Resources for History Buffs
How Faith and the Fadeaway
Changed the Game
Determined to prove that he could help his team win by pitching, Christy practiced secretly behind his house day after day. He threw a baseball at a knothole in the barn wall, and he got better and better with his aim. So good was his control that when he went hunting as a child, he never carried a gun but took round stones instead.
Published in Cadet Quest, Jan. 2018
Emperor of the United States
Norton soon multiplied his business ventures. He opened a cigar factory and erected a large building, renting office space to fellow businessmen. He built a rice mill to meet the growing demands of the increasing Chinese population of the city. By 1855, he had amassed a fortune estimated at more than a quarter of a million dollars. His friends and associates began referring to him as “the emperor.”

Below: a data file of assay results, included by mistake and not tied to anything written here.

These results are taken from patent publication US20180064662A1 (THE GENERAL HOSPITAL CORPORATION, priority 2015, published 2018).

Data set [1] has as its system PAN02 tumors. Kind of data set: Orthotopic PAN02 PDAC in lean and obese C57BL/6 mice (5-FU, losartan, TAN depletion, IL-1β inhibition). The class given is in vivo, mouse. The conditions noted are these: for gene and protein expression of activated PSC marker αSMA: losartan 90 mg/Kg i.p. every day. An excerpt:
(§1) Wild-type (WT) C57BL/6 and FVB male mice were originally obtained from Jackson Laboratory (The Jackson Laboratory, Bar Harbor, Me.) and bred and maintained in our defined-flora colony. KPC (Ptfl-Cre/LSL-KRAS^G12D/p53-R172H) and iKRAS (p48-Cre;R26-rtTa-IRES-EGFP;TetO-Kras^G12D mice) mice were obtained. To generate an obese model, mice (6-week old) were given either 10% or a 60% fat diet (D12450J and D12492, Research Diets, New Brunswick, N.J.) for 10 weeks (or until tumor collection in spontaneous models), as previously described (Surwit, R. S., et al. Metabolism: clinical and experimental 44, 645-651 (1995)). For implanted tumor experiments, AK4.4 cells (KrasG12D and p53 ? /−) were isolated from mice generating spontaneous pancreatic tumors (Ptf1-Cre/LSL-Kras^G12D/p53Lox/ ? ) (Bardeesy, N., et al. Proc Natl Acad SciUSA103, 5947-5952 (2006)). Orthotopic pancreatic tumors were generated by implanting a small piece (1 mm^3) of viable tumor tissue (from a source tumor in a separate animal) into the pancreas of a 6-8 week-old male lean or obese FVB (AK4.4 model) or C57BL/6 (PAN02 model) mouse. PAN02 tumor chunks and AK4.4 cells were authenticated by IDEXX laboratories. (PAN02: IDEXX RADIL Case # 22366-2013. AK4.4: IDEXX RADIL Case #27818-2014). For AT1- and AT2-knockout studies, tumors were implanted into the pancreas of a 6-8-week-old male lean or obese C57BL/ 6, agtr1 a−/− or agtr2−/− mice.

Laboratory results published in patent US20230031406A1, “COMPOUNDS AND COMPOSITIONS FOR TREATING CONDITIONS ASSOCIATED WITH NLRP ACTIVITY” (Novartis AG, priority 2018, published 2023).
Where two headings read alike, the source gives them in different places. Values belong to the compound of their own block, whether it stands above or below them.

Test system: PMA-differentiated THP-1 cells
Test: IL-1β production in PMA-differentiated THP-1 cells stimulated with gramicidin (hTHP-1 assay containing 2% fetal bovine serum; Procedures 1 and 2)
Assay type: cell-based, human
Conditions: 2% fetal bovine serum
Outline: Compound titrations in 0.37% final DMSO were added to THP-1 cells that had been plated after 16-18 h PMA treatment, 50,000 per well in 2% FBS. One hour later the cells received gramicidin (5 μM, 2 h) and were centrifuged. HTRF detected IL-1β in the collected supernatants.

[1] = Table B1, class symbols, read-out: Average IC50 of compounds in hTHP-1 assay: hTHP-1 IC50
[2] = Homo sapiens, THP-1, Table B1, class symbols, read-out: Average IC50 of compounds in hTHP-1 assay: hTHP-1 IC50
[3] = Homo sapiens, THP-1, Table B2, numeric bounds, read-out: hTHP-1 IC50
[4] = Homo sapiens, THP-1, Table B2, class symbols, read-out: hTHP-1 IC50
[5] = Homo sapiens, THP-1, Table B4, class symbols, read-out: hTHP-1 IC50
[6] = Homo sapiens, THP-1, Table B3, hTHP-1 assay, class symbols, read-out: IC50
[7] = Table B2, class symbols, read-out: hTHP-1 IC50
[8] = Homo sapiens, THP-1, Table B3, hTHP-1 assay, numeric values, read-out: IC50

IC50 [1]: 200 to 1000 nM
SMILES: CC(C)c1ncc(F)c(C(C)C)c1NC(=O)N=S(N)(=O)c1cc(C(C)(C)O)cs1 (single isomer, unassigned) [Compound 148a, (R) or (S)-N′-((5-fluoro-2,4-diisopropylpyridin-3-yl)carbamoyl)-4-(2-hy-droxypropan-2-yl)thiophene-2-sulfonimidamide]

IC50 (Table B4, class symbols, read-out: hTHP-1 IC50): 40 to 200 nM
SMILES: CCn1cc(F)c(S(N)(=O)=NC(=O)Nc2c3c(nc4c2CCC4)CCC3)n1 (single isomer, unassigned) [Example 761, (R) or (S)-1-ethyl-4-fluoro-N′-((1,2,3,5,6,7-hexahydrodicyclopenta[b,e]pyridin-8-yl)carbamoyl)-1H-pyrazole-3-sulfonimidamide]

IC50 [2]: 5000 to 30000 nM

Published in True West, Nov. 2016
John Wanamaker: The King of Retail
People conducted business a little differently then than they do today. Retail stores usually specialized in only one or two types of products and had no set business hours. Clerks received no formal training. Clerks and customers haggled over the price of everything. Identical items might have several different prices. People expected merchants to try to cheat them. Merchants made customers feel inferior; shopping was seldom pleasurable. A dissatisfied customer could not return a product for refund or exchange. The business motto was caveat emptor: “Let the buyer beware.” John Wanamaker changed all that.
Published in Homeschooling Today, July-Aug. 2005